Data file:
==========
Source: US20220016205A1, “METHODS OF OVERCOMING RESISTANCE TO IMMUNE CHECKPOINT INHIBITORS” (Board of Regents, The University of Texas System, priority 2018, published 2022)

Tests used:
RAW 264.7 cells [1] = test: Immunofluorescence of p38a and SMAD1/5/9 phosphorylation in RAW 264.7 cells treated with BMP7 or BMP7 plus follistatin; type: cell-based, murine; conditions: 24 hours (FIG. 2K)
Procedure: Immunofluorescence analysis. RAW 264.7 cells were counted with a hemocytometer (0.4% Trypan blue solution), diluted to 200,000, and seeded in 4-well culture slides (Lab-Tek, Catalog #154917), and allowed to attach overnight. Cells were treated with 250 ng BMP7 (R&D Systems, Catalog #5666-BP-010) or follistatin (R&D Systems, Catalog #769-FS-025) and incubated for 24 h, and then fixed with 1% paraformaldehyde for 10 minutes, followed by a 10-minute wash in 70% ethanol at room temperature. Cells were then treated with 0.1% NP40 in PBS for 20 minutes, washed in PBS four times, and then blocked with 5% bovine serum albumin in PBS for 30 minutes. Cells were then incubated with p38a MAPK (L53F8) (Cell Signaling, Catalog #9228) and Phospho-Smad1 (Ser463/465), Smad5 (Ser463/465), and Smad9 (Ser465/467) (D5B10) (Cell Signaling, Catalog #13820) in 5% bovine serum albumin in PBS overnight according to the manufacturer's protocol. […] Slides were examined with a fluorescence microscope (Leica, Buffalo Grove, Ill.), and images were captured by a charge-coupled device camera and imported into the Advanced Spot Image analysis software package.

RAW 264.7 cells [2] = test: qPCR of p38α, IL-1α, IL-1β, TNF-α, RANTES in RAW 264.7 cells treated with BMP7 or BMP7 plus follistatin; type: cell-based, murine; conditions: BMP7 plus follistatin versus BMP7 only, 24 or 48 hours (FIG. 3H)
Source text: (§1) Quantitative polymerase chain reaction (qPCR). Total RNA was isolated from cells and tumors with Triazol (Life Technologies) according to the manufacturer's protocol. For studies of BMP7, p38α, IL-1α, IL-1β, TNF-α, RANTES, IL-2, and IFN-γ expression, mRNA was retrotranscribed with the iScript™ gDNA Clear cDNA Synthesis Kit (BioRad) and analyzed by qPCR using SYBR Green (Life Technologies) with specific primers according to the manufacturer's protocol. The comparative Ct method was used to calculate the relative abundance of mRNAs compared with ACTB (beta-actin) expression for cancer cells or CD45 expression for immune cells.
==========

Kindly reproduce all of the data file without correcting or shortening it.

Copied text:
Source: US20220016205A1, “METHODS OF OVERCOMING RESISTANCE TO IMMUNE CHECKPOINT INHIBITORS” (Board of Regents, The University of Texas System, priority 2018, published 2022)

Tests used:
RAW 264.7 cells [1] = test: Immunofluorescence of p38a and SMAD1/5/9 phosphorylation in RAW 264.7 cells treated with BMP7 or BMP7 plus follistatin; type: cell-based, murine; conditions: 24 hours (FIG. 2K)
Procedure: Immunofluorescence analysis. RAW 264.7 cells were counted with a hemocytometer (0.4% Trypan blue solution), diluted to 200,000, and seeded in 4-well culture slides (Lab-Tek, Catalog #154917), and allowed to attach overnight. Cells were treated with 250 ng BMP7 (R&D Systems, Catalog #5666-BP-010) or follistatin (R&D Systems, Catalog #769-FS-025) and incubated for 24 h, and then fixed with 1% paraformaldehyde for 10 minutes, followed by a 10-minute wash in 70% ethanol at room temperature. Cells were then treated with 0.1% NP40 in PBS for 20 minutes, washed in PBS four times, and then blocked with 5% bovine serum albumin in PBS for 30 minutes. Cells were then incubated with p38a MAPK (L53F8) (Cell Signaling, Catalog #9228) and Phospho-Smad1 (Ser463/465), Smad5 (Ser463/465), and Smad9 (Ser465/467) (D5B10) (Cell Signaling, Catalog #13820) in 5% bovine serum albumin in PBS overnight according to the manufacturer's protocol. […] Slides were examined with a fluorescence microscope (Leica, Buffalo Grove, Ill.), and images were captured by a charge-coupled device camera and imported into the Advanced Spot Image analysis software package.

RAW 264.7 cells [2] = test: qPCR of p38α, IL-1α, IL-1β, TNF-α, RANTES in RAW 264.7 cells treated with BMP7 or BMP7 plus follistatin; type: cell-based, murine; conditions: BMP7 plus follistatin versus BMP7 only, 24 or 48 hours (FIG. 3H)
Source text: (§1) Quantitative polymerase chain reaction (qPCR). Total RNA was isolated from cells and tumors with Triazol (Life Technologies) according to the manufacturer's protocol. For studies of BMP7, p38α, IL-1α, IL-1β, TNF-α, RANTES, IL-2, and IFN-γ expression, mRNA was retrotranscribed with the iScript™ gDNA Clear cDNA Synthesis Kit (BioRad) and analyzed by qPCR using SYBR Green (Life Technologies) with specific primers according to the manufacturer's protocol. The comparative Ct method was used to calculate the relative abundance of mRNAs compared with ACTB (beta-actin) expression for cancer cells or CD45 expression for immune cells.